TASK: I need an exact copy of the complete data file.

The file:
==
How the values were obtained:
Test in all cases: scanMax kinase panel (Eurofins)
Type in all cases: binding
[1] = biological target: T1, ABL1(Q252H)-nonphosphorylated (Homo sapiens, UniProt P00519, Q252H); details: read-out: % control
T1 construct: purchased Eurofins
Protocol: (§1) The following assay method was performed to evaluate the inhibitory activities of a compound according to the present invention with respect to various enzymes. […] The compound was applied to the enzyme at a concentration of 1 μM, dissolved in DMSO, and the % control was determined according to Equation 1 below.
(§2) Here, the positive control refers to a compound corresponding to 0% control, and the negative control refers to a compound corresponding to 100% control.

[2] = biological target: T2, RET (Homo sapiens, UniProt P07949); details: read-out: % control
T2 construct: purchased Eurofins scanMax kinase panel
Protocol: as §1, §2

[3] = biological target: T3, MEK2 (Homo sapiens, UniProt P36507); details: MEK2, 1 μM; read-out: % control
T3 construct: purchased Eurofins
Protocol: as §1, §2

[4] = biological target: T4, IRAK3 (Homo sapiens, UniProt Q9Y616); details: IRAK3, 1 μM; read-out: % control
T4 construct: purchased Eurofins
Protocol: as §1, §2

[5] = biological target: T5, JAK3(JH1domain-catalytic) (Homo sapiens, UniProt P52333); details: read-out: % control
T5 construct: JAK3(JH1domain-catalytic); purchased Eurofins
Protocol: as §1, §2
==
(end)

How the values were obtained:
Test in all cases: scanMax kinase panel (Eurofins)
Type in all cases: binding
[1] = biological target: T1, ABL1(Q252H)-nonphosphorylated (Homo sapiens, UniProt P00519, Q252H); details: read-out: % control
T1 construct: purchased Eurofins
Protocol: (§1) The following assay method was performed to evaluate the inhibitory activities of a compound according to the present invention with respect to various enzymes. […] The compound was applied to the enzyme at a concentration of 1 μM, dissolved in DMSO, and the % control was determined according to Equation 1 below.
(§2) Here, the positive control refers to a compound corresponding to 0% control, and the negative control refers to a compound corresponding to 100% control.

[2] = biological target: T2, RET (Homo sapiens, UniProt P07949); details: read-out: % control
T2 construct: purchased Eurofins scanMax kinase panel
Protocol: as §1, §2

[3] = biological target: T3, MEK2 (Homo sapiens, UniProt P36507); details: MEK2, 1 μM; read-out: % control
T3 construct: purchased Eurofins
Protocol: as §1, §2

[4] = biological target: T4, IRAK3 (Homo sapiens, UniProt Q9Y616); details: IRAK3, 1 μM; read-out: % control
T4 construct: purchased Eurofins
Protocol: as §1, §2

[5] = biological target: T5, JAK3(JH1domain-catalytic) (Homo sapiens, UniProt P52333); details: read-out: % control
T5 construct: JAK3(JH1domain-catalytic); purchased Eurofins
Protocol: as §1, §2